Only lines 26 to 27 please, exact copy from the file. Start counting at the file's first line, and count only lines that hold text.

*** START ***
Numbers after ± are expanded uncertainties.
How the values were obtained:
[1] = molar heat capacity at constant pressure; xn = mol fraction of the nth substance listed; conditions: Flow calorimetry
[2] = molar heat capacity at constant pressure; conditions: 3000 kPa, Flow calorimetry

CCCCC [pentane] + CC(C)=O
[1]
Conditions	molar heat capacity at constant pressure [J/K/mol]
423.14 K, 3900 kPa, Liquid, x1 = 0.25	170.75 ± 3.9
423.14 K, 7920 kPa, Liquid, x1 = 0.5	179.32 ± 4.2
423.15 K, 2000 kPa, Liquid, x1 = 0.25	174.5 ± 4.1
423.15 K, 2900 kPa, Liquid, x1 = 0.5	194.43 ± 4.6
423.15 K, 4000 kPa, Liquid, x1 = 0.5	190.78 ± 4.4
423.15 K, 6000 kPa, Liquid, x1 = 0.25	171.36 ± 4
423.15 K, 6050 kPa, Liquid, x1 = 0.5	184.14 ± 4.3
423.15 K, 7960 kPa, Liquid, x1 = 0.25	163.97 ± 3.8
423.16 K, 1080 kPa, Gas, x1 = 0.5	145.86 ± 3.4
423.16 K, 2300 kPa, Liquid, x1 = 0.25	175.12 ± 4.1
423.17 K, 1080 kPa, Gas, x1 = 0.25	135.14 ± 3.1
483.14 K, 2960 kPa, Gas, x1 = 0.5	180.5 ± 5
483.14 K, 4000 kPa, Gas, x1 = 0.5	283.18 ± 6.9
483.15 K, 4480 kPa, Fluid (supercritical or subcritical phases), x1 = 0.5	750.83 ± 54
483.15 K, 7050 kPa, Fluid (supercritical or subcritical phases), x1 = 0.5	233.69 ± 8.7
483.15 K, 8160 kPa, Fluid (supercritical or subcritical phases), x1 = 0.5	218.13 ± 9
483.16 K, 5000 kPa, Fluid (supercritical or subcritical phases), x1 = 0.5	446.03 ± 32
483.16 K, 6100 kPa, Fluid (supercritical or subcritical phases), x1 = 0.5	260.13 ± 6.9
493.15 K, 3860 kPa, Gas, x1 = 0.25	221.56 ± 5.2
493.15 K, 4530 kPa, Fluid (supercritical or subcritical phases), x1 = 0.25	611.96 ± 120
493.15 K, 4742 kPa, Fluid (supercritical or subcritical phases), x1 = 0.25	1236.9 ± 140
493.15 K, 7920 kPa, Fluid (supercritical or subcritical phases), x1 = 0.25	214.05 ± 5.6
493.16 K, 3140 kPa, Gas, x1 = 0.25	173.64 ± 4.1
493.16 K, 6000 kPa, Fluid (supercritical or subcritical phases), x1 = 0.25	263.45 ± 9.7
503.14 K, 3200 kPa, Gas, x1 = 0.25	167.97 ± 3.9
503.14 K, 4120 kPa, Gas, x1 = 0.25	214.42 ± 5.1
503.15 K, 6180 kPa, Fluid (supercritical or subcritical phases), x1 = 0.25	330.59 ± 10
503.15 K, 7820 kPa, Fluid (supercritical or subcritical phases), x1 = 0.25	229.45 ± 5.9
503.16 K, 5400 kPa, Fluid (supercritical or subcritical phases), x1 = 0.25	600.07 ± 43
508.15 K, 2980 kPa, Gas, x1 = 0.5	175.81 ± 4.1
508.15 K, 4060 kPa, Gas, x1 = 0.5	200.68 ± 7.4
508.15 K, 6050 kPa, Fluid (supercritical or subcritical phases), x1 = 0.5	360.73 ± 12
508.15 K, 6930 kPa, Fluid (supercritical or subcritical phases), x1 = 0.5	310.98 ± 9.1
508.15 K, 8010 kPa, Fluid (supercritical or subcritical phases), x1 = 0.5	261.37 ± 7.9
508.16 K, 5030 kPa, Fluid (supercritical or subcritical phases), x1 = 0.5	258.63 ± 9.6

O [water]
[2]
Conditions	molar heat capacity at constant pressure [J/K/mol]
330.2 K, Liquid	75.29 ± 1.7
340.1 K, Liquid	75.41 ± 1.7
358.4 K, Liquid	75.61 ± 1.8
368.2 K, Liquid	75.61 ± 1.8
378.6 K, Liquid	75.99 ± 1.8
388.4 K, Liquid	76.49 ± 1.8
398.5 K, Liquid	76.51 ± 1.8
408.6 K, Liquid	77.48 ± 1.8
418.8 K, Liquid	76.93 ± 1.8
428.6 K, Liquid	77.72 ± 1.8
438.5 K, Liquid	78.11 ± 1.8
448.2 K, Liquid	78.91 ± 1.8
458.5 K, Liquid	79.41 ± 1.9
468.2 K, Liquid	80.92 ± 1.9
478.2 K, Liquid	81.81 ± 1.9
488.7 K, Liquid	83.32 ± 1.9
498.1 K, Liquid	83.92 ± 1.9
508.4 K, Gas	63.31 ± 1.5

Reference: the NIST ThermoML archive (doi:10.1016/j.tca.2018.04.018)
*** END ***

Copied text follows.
493.15 K, 3860 kPa, Gas, x1 = 0.25	221.56 ± 5.2
493.15 K, 4530 kPa, Fluid (supercritical or subcritical phases), x1 = 0.25	611.96 ± 120